Synopsis: There are worlds where passion means more than action. There are places where time has no meaning, and anything is possible. When a heart-broken sculptor seeks them out, existence itself may crumble under the weight of his pain.
Review: This is very philosophical book outlining the journey of two friends, Dormius and Charles, although Charles is clearly the focal point of the book. Both men are artists, and as they say great pain breeds great art. Charles is in love with a woman named Mira, who is brutally raped and as a result of that assault loses her mind. This drives Charles into himself more than ever before.
Of course there is more to the story than that. Both Charles and Dormius are both gifted, Charles with the ability to see the universe both past and future, and Dormius is able to look into peoples minds. A man with Charles’s talent and the kind of pain that he was in after what happened to Mira ends up being a recipe for the extreme.
I don’t want to go into a lot of detail about the path that Charles ends up on, mainly because it would give away to much about the ending, and it would rob you as the reader from going on the journey of discovery that Samuelle takes you on to explain what has occurred. What I will say is the Charles spends a lot of his time exploring what makes the world what it is, and that his journey ends up being more of a philosophical journey for the reader.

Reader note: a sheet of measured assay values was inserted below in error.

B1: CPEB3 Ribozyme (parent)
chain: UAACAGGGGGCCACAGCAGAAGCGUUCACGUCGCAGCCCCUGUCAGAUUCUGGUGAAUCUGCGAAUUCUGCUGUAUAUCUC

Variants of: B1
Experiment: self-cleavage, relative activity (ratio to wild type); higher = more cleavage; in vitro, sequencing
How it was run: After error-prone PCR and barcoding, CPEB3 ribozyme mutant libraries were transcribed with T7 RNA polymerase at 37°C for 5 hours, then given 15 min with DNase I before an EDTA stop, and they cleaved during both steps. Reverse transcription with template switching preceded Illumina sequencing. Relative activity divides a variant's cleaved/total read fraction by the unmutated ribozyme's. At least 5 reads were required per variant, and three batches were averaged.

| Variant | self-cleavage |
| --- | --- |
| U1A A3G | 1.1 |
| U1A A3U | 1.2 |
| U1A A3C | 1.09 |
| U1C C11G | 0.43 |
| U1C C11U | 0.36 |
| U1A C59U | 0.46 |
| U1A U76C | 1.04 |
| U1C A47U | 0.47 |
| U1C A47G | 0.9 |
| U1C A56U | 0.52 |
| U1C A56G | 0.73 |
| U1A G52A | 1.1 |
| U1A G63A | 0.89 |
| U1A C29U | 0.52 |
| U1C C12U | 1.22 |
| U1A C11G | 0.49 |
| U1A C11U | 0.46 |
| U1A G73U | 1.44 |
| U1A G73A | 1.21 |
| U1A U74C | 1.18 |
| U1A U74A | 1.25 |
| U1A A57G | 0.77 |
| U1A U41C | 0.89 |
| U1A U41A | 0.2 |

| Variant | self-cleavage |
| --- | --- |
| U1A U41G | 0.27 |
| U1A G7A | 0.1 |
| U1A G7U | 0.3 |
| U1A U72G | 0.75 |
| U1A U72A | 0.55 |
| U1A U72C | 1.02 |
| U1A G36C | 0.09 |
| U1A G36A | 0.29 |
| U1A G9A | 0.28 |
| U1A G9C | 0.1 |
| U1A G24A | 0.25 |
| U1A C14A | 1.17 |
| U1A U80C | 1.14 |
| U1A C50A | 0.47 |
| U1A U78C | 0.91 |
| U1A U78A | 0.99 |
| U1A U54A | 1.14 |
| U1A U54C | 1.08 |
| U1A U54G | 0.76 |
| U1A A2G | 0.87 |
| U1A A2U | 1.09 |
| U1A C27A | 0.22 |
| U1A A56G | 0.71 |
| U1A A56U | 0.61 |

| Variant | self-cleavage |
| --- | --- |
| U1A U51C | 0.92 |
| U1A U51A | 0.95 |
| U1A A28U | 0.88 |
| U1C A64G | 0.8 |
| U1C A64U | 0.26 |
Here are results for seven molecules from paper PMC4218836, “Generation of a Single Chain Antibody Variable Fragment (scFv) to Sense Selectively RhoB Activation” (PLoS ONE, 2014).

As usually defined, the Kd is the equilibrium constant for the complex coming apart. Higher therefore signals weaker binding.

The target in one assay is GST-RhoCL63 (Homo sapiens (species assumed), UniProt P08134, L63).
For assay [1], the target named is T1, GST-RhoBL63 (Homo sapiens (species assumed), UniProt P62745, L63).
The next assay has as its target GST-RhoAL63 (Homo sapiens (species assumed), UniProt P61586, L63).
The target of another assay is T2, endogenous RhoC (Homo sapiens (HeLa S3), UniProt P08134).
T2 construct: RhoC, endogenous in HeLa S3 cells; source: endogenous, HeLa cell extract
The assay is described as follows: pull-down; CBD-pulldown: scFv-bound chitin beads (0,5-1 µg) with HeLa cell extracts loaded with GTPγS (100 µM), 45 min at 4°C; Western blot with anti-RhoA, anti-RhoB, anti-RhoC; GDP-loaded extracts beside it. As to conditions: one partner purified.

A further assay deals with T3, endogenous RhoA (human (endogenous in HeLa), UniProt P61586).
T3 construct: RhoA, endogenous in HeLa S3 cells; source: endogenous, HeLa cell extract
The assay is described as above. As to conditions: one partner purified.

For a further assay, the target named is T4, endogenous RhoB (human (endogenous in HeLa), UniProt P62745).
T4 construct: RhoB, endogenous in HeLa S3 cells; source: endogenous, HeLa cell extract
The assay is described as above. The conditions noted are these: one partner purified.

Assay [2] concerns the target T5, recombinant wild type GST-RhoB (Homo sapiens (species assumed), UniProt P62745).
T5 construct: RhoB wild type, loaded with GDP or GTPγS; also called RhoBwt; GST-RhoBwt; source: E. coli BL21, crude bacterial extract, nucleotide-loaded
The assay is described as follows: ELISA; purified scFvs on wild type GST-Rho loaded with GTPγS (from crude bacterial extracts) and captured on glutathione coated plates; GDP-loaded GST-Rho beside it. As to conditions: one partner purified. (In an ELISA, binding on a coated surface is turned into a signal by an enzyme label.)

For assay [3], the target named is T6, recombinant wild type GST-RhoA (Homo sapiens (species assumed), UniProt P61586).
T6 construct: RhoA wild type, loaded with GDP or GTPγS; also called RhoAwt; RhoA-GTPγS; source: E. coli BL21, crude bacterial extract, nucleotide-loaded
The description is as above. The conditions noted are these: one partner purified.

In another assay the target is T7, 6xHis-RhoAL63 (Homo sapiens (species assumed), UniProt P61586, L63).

I myself, tend not to enjoy books that get overly complicated, or that are hard to follow. This book had moments of being hard to follow, but I think that was intentional by the author, the confusion I felt as a reader was parallel to the confusion that Charles was going through, and when Charles made revelations so did I.
Samuelle has a lot to say about the world, and offers a lot of commentary to a wide range of topics, the greed of humans, organized religion, and so much more. Ever though Samuelle has a lot to say, it never comes off as preachy. There were times I agreed with what was on the page and times when I didn’t, but I always understood where Samuelle was coming from and was able to make up my mind as to how I felt about the topics at hand.
The book is written very intelligently and the intricacies of how the plot is revealed are complex. There is no doubt that this is quality writing. While there are some paranormal elements within the book (both Charles and Dormius have a power, as well as some other elements that are revealed as the story progresses) the book is primarily a philosophical one. If you are looking for a book that makes you think and makes you questions why the world is the way it is then this is most definitely your book. I can say I enjoyed the read and it really did make me think.